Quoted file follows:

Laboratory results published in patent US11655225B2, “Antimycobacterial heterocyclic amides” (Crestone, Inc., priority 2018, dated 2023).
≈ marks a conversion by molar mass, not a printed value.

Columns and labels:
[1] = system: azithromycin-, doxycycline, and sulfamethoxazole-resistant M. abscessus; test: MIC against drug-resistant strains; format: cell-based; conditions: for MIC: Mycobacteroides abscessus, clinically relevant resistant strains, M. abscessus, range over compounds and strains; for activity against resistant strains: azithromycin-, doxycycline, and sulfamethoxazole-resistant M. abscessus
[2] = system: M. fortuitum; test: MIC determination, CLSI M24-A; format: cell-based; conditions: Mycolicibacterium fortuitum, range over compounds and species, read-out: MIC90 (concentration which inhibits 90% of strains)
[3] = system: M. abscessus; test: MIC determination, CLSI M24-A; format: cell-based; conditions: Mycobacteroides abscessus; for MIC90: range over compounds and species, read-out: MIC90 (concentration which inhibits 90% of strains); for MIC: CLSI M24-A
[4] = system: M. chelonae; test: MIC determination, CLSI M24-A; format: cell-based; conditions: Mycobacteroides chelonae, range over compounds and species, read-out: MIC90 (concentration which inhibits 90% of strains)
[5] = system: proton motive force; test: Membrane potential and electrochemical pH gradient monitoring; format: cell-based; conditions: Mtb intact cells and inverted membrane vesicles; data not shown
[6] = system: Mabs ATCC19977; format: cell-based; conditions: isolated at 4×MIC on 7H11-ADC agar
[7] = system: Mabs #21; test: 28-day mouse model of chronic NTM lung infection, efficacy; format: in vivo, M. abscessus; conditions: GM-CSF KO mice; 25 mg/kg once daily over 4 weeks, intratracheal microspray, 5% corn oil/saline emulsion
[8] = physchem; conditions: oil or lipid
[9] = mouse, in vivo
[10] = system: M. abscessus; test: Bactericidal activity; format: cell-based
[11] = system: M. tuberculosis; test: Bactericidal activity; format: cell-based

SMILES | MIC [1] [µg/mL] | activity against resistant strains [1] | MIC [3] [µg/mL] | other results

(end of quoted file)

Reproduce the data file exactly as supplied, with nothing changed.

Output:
Laboratory results published in patent US11655225B2, “Antimycobacterial heterocyclic amides” (Crestone, Inc., priority 2018, dated 2023).
≈ marks a conversion by molar mass, not a printed value.

Columns and labels:
[1] = system: azithromycin-, doxycycline, and sulfamethoxazole-resistant M. abscessus; test: MIC against drug-resistant strains; format: cell-based; conditions: for MIC: Mycobacteroides abscessus, clinically relevant resistant strains, M. abscessus, range over compounds and strains; for activity against resistant strains: azithromycin-, doxycycline, and sulfamethoxazole-resistant M. abscessus
[2] = system: M. fortuitum; test: MIC determination, CLSI M24-A; format: cell-based; conditions: Mycolicibacterium fortuitum, range over compounds and species, read-out: MIC90 (concentration which inhibits 90% of strains)
[3] = system: M. abscessus; test: MIC determination, CLSI M24-A; format: cell-based; conditions: Mycobacteroides abscessus; for MIC90: range over compounds and species, read-out: MIC90 (concentration which inhibits 90% of strains); for MIC: CLSI M24-A
[4] = system: M. chelonae; test: MIC determination, CLSI M24-A; format: cell-based; conditions: Mycobacteroides chelonae, range over compounds and species, read-out: MIC90 (concentration which inhibits 90% of strains)
[5] = system: proton motive force; test: Membrane potential and electrochemical pH gradient monitoring; format: cell-based; conditions: Mtb intact cells and inverted membrane vesicles; data not shown
[6] = system: Mabs ATCC19977; format: cell-based; conditions: isolated at 4×MIC on 7H11-ADC agar
[7] = system: Mabs #21; test: 28-day mouse model of chronic NTM lung infection, efficacy; format: in vivo, M. abscessus; conditions: GM-CSF KO mice; 25 mg/kg once daily over 4 weeks, intratracheal microspray, 5% corn oil/saline emulsion
[8] = physchem; conditions: oil or lipid
[9] = mouse, in vivo
[10] = system: M. abscessus; test: Bactericidal activity; format: cell-based
[11] = system: M. tuberculosis; test: Bactericidal activity; format: cell-based

SMILES | MIC [1] [µg/mL] | activity against resistant strains [1] | MIC [3] [µg/mL] | other results